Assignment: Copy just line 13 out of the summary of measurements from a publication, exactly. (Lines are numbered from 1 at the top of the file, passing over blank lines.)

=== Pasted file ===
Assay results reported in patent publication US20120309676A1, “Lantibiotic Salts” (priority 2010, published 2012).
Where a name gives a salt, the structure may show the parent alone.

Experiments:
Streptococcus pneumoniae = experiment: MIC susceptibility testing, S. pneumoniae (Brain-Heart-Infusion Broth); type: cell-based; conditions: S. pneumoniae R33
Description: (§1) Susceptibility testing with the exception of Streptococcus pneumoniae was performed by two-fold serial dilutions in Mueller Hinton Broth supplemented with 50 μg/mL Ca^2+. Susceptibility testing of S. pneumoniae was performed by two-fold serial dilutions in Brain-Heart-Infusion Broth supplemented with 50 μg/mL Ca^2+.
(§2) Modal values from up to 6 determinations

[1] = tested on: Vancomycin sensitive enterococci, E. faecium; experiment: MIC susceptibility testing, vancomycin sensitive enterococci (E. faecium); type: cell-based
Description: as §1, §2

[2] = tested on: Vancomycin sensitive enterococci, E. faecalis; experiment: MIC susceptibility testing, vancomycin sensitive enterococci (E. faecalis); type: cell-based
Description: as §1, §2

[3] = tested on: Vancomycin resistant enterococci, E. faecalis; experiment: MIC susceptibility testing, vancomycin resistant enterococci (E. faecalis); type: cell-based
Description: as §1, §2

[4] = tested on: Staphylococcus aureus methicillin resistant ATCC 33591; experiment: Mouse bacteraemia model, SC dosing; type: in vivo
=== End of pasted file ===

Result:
[4] = tested on: Staphylococcus aureus methicillin resistant ATCC 33591; experiment: Mouse bacteraemia model, SC dosing; type: in vivo